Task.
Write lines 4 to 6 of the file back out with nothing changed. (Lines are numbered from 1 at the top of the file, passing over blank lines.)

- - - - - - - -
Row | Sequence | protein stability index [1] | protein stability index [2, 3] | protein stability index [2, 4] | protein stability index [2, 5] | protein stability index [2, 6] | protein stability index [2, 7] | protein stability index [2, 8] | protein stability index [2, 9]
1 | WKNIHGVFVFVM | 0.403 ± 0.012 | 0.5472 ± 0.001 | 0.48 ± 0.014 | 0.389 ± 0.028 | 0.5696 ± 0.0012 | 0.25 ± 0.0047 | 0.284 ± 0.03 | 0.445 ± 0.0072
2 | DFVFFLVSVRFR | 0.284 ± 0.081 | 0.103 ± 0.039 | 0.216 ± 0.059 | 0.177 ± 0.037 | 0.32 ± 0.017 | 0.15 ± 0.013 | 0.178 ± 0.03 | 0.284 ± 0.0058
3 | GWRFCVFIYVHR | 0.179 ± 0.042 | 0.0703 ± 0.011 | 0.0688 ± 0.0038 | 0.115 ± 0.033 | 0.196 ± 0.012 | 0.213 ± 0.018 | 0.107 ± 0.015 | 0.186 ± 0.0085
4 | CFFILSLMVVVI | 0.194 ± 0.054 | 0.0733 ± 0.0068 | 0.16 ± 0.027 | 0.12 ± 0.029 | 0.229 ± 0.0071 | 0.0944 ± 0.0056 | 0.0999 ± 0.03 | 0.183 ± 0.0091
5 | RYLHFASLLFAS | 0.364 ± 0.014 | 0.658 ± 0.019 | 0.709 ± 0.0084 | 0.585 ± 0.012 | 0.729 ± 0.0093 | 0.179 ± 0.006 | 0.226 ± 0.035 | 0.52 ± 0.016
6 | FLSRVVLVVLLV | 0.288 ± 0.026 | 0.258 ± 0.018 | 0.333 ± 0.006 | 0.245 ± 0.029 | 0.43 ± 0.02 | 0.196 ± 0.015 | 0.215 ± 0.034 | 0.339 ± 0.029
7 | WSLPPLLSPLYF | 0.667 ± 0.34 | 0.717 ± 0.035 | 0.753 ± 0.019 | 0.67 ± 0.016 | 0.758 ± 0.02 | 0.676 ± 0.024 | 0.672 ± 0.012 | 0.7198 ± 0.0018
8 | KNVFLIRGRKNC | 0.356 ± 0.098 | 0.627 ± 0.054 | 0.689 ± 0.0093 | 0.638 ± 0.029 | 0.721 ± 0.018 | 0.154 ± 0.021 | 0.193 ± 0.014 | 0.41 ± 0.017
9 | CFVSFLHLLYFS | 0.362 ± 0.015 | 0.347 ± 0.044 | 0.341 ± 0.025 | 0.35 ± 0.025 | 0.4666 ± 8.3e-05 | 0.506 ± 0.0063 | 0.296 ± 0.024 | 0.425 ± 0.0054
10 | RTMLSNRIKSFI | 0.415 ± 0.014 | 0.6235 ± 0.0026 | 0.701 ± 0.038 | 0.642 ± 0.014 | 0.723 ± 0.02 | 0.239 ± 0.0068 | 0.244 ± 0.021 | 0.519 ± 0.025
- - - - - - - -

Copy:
3 | GWRFCVFIYVHR | 0.179 ± 0.042 | 0.0703 ± 0.011 | 0.0688 ± 0.0038 | 0.115 ± 0.033 | 0.196 ± 0.012 | 0.213 ± 0.018 | 0.107 ± 0.015 | 0.186 ± 0.0085
4 | CFFILSLMVVVI | 0.194 ± 0.054 | 0.0733 ± 0.0068 | 0.16 ± 0.027 | 0.12 ± 0.029 | 0.229 ± 0.0071 | 0.0944 ± 0.0056 | 0.0999 ± 0.03 | 0.183 ± 0.0091
5 | RYLHFASLLFAS | 0.364 ± 0.014 | 0.658 ± 0.019 | 0.709 ± 0.0084 | 0.585 ± 0.012 | 0.729 ± 0.0093 | 0.179 ± 0.006 | 0.226 ± 0.035 | 0.52 ± 0.016